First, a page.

Keller: “Noah’s flood … was a regional flood”

One of the hot debates over how to interpret Genesis is what to make of Noah’s flood. Is it myth or history? Was is worldwide or local? Here is Tim Keller’s answer:

In order to be true to my own principle, I won’t bother you with information about the different views of the flood. Let me just lay out my own assumptions. I believe Noah’s flood happened, but that it was a regional flood, not a world-wide flood. On the one hand, those who insist on it being a world-wide flood seem to ignore too much the scientific evidence that there was no such thing. On the other hand, those who insist that it was a legend seem to ignore too much the trustworthiness of the Scripture. After Genesis 1, the rest of Genesis reads like historical narrative. If, it is asked, ‘what of the Biblical assertions that the flood covered every mountain over the whole earth (Gen.7:19,21), we should remember that the Bible often speaks of the ‘known world’ as the ‘whole world’ — compare Gen. 41:56,57; Acts 2:5,9-11; Col.1:23. (Tim Keller, Genesis: What Were We Put in the World to Do? [New York: Redeemer Presbyterian Church, 2006],81)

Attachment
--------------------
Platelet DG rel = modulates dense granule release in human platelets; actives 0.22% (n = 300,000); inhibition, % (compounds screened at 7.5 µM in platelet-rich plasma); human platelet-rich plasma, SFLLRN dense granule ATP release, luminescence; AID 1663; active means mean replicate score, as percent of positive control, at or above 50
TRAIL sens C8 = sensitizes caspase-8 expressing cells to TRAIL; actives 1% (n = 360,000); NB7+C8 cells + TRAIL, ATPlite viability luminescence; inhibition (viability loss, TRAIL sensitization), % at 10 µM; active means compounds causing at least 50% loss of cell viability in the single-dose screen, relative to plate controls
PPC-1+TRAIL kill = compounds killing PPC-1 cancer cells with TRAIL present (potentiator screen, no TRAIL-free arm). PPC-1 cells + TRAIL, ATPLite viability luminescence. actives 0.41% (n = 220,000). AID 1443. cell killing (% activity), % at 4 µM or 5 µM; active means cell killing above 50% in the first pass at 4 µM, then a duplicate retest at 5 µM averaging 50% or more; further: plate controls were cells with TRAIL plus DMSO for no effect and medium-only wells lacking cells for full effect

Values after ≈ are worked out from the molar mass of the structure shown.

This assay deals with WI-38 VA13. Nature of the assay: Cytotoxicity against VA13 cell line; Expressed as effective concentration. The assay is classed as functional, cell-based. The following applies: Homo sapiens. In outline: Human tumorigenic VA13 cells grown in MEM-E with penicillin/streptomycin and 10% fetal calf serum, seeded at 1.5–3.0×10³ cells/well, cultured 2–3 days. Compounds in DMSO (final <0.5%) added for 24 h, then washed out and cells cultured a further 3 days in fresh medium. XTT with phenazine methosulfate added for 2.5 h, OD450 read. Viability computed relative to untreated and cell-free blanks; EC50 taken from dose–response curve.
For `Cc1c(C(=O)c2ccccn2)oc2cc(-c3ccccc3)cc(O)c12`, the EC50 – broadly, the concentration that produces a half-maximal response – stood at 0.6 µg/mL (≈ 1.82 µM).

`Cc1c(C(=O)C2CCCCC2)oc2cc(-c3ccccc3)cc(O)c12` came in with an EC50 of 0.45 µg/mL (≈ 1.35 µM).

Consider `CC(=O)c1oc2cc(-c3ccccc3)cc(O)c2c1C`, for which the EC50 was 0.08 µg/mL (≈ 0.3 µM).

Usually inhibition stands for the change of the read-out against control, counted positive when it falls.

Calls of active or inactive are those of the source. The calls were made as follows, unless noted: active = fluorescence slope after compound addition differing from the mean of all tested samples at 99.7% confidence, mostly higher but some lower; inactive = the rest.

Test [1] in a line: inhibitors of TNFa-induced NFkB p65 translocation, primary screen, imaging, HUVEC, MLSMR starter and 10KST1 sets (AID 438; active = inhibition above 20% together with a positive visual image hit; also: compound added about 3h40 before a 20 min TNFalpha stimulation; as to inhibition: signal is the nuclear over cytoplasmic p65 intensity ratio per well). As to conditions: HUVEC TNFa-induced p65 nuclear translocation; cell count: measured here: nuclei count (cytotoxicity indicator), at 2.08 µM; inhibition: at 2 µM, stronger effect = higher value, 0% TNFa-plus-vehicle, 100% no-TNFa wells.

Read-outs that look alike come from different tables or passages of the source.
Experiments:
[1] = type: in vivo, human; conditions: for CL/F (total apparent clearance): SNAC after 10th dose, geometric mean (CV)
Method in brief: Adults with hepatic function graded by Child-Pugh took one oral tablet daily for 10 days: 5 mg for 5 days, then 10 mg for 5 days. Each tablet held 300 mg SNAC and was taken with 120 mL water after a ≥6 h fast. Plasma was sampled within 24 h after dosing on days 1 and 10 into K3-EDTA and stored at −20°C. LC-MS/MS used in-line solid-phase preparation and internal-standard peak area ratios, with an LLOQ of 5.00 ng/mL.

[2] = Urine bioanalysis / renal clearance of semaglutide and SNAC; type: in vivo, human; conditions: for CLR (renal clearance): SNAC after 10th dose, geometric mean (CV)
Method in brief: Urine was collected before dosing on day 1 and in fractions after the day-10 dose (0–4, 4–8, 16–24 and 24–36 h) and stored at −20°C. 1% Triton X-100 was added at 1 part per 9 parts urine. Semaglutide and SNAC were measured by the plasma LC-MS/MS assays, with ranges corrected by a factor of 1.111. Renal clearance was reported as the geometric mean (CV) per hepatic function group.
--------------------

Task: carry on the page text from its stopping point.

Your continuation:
It is interesting to compare his answer to what Peter Enns wrote over at BioLogos:

However, a balanced interpretation of Scripture does not force the reader to believe that the Flood was a worldwide phenomenon. The scientific and historical evidence summarized below supports the idea that the flood was indeed catastrophic, but that it was local, recent and limited in scope.

Dr. Peter Enns and BioLogos: Going Separate Ways

I learned late last week that Dr. Peter Enns is not part of BioLogos anymore. On his blog, Dr. Enns had this to say:

My contract was not renewed in September. They are moving in a more conservative direction, i.e., keeping Southern Baptists and other literalists on board.

His departure from the BioLogos Foundation follows that of Dr. Karl Giberson who left earlier this year. Dr. Giberson wrote an article in April entitled, “My Take: Jesus would believe in evolution and so should you.”

I’m not sure what to think about Dr. Enns’ departure from BioLogos. His articles affirming macro-evolution, denying the Biblical flood, and redefining the historical Adam are still available on their website. Daniel Wells has some interesting thoughts here on Dr. Enns and BioLogos.

What do you think?

What About Adam?